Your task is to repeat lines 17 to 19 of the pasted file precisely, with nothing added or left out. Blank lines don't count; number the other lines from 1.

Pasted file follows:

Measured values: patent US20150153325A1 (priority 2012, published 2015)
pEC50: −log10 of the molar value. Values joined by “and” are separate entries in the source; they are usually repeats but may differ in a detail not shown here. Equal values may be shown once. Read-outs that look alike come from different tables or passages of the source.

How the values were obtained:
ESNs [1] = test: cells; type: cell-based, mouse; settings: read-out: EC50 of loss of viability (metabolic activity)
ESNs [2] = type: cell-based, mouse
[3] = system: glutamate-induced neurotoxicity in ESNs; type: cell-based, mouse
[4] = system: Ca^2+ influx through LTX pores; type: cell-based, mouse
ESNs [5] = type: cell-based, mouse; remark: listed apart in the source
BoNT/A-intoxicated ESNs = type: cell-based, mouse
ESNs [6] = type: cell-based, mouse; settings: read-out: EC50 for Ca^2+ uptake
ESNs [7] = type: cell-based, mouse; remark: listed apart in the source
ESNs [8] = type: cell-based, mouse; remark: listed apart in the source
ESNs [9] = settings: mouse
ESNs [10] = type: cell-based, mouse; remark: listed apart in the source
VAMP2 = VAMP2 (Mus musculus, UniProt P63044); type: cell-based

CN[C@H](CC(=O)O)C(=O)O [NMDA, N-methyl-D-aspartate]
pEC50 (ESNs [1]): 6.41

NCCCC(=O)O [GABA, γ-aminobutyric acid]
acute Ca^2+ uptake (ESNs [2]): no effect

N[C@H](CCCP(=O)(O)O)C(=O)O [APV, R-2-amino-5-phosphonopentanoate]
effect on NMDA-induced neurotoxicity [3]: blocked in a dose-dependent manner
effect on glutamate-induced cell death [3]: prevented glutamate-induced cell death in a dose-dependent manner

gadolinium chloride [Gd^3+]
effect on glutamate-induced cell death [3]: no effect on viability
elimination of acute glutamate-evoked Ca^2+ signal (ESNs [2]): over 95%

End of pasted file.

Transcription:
pEC50 (ESNs [1]): 6.41

NCCCC(=O)O [GABA, γ-aminobutyric acid]
acute Ca^2+ uptake (ESNs [2]): no effect